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Embassy of Federal Republic of Nigeria v. Ugwuonye

United States District Court, District of Columbia

November 5, 2012

EMBASSY OF the FEDERAL REPUBLIC OF NIGERIA, Plaintiff,
v.
Ephraim Emeka UGWUONYE, et al., Defendants.

Page 137

Thomas Michael Guiffre, Patton Boggs LLP, Washington, DC, for Plaintiff.

Ephraim Chukwuemeka Ugwuonye, ECU Associates, P.C., Silver Spring, MD, for Defendants.

MEMORANDUM OPINION GRANTING IN PART AND DENYING IN PART MOTION TO DISMISS COUNTERCLAIM

BARBARA J. ROTHSTEIN, District Judge.

This matter is before the Court on a motion to dismiss by Plaintiff, the Embassy of the Federal Republic of Nigeria (" the Embassy" ). See Dkt. # 43. The Embassy asks the Court to dismiss the Counterclaim filed by Defendants Ephraim Emeka Ugwuonye and ECU Associates, P.C.

Page 138

(" Defendants" ). [1] The Counterclaim alleges a breach of contract by the Embassy for nonpayment of past legal services. See generally Counterclaim (Dkt. # 44) at ¶ ¶ 1-79.[2] The Embassy argues that the Counterclaim must be dismissed for lack of subject matter jurisdiction. In the alternative, the Embassy argues that the Counterclaim be dismissed as time-barred by the relevant statute of limitations. The Embassy's motion is denied as to Defendant Ugwuonye, and granted as to Defendant ECU Associates, P.C.[3]

I. BACKGROUND

In is uncontested that Ugwuonye acted as legal counsel for the Embassy in several real estate transactions and that, in November 2007, he obtained a refund of property taxes from the Internal Revenue Service (" IRS" ) for the Embassy in the amount of $1.55 million. The Embassy alleges that Ugwuonye never delivered these funds. Am. Compl. (Dkt. # 33) ¶ 1.

On August 25, 2011, Defendants filed their Answer and Counterclaim to the Embassy's Amended Complaint.[4] Defendants' Counterclaim alleges that Ugwuonye acted as counsel to the Government of Nigeria and the Embassy from 2001 until the filing of this action by the Embassy. Counterclaim ¶ 19. Defendants contend that Ugwuonye was encouraged by the Government of Nigeria to build his practice in a way that would best suit the needs of the Embassy and the Government of Nigeria. Defendants allege that the Government of Nigeria and the Embassy promised to pay Defendants for any owed legal services, but have repeatedly failed to pay the fees in full, often falling over a year behind. Id. ¶ 26-27. Defendants relate a series of conversations between October 2006 and January 2008 with the Attorney General of Nigeria and other officials wherein Defendants were promised that payments were forthcoming. Id. ¶¶ 28-34, ¶ 44. Defendants also set out a number of specific instances where the Embassy failed to pay Defendants for specific assignments. Id. ¶¶ 34-42.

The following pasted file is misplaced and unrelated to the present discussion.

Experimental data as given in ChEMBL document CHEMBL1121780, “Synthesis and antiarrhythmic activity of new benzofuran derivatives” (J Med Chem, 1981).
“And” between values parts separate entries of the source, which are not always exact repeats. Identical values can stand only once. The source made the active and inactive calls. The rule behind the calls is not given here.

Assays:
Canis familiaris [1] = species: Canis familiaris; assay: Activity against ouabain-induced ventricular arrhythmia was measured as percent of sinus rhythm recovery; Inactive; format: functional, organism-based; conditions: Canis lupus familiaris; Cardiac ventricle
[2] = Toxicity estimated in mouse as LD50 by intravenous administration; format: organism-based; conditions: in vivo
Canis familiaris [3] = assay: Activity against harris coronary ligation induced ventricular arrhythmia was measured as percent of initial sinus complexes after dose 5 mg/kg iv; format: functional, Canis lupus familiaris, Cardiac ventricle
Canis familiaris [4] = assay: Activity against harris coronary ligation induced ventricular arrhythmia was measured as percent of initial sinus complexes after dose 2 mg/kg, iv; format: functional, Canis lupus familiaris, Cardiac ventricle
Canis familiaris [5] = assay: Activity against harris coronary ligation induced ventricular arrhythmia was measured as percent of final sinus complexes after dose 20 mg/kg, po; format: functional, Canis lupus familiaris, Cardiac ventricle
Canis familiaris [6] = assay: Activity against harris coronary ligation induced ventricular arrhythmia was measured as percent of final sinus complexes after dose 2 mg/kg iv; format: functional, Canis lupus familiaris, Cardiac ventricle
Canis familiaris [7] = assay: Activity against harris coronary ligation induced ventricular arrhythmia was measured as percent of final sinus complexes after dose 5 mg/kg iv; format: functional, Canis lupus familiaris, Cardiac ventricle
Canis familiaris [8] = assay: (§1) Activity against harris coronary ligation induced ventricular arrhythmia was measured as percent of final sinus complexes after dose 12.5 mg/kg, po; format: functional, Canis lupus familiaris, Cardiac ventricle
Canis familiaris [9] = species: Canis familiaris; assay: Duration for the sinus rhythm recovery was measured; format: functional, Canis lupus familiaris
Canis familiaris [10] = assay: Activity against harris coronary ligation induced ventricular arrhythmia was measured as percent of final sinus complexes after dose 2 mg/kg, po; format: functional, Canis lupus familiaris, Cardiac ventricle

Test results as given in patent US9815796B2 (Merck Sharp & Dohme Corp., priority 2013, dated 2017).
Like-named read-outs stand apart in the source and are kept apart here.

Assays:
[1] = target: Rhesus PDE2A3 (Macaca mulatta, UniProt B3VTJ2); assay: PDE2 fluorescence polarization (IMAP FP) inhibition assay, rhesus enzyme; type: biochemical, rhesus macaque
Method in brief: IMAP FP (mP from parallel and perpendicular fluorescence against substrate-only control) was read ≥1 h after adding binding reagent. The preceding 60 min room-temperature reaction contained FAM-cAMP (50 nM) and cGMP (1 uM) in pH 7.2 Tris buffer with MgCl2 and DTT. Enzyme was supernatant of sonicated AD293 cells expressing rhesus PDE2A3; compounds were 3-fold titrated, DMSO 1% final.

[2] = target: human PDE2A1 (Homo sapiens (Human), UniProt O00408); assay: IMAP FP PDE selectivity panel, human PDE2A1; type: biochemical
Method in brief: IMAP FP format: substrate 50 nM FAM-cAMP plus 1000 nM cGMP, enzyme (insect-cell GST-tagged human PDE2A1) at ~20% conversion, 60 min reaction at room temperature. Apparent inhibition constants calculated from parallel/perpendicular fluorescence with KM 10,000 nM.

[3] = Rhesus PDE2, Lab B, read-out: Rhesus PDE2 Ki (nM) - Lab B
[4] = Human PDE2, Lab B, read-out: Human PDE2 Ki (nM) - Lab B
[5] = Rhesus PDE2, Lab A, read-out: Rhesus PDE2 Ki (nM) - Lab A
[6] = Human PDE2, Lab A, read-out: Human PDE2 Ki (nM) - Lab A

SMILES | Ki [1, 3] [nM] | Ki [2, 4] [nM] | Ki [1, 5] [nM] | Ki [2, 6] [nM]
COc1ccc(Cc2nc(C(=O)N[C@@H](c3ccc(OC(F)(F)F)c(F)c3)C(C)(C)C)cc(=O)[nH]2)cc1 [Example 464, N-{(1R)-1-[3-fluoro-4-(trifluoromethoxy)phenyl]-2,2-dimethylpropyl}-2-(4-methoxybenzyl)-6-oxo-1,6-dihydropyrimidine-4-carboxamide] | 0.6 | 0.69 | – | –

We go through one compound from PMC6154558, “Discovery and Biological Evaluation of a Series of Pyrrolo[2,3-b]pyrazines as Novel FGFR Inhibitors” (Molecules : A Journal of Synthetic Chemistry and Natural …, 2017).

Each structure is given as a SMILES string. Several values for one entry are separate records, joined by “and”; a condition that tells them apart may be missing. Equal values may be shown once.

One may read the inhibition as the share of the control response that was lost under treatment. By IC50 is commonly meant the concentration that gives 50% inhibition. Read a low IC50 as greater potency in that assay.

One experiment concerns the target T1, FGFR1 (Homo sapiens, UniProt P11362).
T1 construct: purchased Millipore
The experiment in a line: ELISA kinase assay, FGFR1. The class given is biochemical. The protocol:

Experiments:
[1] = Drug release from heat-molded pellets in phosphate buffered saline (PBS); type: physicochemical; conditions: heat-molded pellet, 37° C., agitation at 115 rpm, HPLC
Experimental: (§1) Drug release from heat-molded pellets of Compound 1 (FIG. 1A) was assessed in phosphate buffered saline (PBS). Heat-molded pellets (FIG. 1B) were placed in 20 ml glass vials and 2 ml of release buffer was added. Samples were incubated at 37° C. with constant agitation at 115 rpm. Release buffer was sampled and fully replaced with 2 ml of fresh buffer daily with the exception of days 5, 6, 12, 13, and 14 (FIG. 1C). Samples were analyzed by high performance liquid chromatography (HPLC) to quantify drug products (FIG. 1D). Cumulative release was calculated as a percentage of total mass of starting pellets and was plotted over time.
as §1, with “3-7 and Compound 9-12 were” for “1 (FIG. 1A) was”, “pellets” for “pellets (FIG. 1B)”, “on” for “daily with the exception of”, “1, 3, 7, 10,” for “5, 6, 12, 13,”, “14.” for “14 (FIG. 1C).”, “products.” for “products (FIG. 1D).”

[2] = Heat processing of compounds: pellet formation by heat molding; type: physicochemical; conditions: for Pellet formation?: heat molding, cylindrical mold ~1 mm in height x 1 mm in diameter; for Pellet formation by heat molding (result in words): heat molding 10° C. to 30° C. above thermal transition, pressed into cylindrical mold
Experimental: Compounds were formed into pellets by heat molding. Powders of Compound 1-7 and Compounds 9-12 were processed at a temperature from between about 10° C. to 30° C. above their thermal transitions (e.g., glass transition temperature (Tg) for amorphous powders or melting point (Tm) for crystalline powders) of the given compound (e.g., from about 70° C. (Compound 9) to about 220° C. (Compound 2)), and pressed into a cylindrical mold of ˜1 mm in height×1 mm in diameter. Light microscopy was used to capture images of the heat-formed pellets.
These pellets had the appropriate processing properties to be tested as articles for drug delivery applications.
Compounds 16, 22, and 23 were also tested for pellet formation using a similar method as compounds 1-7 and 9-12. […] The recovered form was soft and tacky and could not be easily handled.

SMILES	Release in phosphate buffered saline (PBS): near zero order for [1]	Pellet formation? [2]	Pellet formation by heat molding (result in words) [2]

On September 28, 2011, the Embassy filed the instant motion to dismiss. On April 3, 2012, this case was reassigned to the undersigned judge. On April 19, 2012, the Court granted the Embassy's motion to dismiss the Counterclaim as conceded. Minute Order # 3 of April 19, 2012. On May 17, 2012, Defendant Ugwuonye filed a motion for reconsideration of the Court's dismissal of Defendants' Counterclaim. See Dkt. # 60. On June 25, 2012, the parties appeared before this Court. Following that status conference, the Court

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granted Ugwuonye's motion for reconsideration and allowed him to file an opposition to the Embassy's motion to dismiss the Counterclaim. Order of June 26, 2012 (Dkt. # 70).

II. LEGAL STANDARD

A. Rule 12(b)(1)

The purpose of a motion to dismiss pursuant to Fed.R.Civ.P. 12(b)(1) is to test whether the court has jurisdiction to properly hear the case before it. Because federal courts are courts of limited jurisdiction, the court must have a statutory basis to exercise its jurisdiction. Nat'l Ass'n of Home Builders v. EPA,731 F.Supp.2d 50, 53 (D.D.C.2010). To this end, statutes conferring subject-matter jurisdiction on federal courts are to be strictly construed. In re Any & all funds or other assets in Brown Bros. Harriman & Co. Account No. 8870792, 601 F.Supp.2d 252, 256 (D.D.C.2009). Moreover, the burden of establishing subject-matter ...


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